In the last several years, there has been a noticeable increase in books from Central Asia published in English translation. In order to take advantage of this literary output, the IAUNRC sponsored and hosted three events featuring novels by Uzbek authors. The events were the brainchild of Marianne Kamp, Associate Professor of Central Eurasian Studies, who also served as moderator for all meetings. These virtual book clubs allowed not only IU affiliates, but also members of the general public from all over the world to meet and discuss three well-known works of Uzbek literature. In addition to facilitating the organization of the book club, the IAUNRC was able to supply free copies of the books to our students to encourage their participation.
The first meeting discussed perhaps the single most famous work of twentieth century Uzbek literature, Bygone Days (O’tkan Kunlar), by Abdullah Qodiriy. Translator Mark Reese joined us for a lively discussion of this classic 1926 novel set before the Russian conquest of Tashkent. A recording of the event is available here.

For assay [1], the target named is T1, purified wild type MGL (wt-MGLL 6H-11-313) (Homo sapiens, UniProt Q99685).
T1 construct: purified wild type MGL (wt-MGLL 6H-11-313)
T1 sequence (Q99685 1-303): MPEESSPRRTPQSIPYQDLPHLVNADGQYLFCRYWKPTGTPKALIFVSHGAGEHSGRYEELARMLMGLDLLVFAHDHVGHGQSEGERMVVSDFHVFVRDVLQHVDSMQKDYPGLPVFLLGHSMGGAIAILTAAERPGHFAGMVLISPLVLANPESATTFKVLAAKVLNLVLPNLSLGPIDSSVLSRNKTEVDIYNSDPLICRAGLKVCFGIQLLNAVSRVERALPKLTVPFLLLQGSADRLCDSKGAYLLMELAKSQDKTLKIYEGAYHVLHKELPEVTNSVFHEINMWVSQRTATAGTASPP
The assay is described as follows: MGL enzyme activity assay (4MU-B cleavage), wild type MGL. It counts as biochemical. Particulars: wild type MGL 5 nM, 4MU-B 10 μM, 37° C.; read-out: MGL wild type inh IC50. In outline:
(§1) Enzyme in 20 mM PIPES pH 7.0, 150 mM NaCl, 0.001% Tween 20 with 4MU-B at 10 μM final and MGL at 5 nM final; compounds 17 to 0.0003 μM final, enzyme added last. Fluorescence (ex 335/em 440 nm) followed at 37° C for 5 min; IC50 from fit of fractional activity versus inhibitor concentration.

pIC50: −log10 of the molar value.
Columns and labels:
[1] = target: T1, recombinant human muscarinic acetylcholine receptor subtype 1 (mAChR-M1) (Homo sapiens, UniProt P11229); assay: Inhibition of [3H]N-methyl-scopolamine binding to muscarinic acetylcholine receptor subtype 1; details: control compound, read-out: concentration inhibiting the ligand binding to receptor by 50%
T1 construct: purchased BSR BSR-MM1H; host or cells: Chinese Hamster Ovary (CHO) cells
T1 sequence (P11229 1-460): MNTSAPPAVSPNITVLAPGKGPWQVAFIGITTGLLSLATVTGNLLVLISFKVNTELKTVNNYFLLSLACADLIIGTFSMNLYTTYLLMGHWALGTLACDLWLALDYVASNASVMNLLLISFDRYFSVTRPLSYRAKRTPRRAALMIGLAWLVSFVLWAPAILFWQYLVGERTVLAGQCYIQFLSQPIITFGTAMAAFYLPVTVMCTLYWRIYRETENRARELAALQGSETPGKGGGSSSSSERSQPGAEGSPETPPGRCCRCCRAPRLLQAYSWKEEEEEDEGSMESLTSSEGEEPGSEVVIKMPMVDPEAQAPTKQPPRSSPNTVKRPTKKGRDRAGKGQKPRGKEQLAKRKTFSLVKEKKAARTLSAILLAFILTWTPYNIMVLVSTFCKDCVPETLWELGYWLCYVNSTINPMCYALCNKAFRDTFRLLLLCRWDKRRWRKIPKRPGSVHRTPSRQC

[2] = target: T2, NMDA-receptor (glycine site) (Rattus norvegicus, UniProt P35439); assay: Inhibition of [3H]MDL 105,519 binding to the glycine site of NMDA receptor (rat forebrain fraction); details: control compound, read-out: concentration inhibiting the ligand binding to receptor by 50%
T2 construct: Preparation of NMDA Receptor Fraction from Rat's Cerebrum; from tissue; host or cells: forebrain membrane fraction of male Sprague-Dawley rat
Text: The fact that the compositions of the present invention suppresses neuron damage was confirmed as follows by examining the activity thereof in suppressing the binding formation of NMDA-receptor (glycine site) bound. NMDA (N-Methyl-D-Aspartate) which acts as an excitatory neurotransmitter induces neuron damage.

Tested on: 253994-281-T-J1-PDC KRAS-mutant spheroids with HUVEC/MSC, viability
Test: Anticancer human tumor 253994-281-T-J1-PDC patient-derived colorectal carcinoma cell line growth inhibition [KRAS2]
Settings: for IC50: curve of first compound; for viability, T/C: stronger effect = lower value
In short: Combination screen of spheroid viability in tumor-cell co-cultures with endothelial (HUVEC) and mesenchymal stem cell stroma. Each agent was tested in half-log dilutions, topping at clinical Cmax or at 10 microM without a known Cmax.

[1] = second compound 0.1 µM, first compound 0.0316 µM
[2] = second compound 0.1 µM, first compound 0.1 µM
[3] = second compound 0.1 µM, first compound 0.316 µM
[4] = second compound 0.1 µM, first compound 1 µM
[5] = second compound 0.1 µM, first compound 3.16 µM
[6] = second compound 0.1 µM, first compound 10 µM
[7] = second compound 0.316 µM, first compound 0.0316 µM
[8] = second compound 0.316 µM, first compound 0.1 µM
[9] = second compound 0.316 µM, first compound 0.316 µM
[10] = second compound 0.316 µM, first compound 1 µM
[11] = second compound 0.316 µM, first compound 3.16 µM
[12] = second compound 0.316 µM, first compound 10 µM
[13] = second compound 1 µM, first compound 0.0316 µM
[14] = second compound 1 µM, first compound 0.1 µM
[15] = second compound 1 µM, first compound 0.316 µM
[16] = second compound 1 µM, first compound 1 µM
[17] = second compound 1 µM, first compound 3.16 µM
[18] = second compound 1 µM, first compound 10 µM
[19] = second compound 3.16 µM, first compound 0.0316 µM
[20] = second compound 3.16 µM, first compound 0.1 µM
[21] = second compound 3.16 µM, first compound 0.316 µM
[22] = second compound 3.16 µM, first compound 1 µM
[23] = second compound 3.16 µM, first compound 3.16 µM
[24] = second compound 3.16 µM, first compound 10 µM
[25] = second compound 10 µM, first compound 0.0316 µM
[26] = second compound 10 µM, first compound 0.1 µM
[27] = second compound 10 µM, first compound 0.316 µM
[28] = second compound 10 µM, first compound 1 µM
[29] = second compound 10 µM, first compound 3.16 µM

Approximately one month later, the book club reconvened along with renowned author Hamid Ismailov, to discuss Shelly Fairweather-Vega’s 2020 translation of his novel Gaia, Queen of Ants. Ismailov kindly read several excerpts in the original Uzbek before the group launched into a long discussion of the novel, which follows the lives of three expatriates living in contemporary England, as they navigate a world rife with the memory of political corruption and ethnic conflict. A recording of the event is available here.
The final meeting of the Central Asian book club featured Christopher Fort (American University of Central Asia), the translator of Abdulhamid Sulaymon o’g’li Cho’lpon’s Night and Day. Night and Day is another very well-known Uzbek work that focuses on Central Asia under Russian rule, which depicts the everyday struggles of men and women in Russian imperial Turkestan. The event was wellattended and can be viewed here.
The series of book discussions was generally well-received and we here at the IAUNRC hope to continue to offer similar series of events going forward into the next academic year.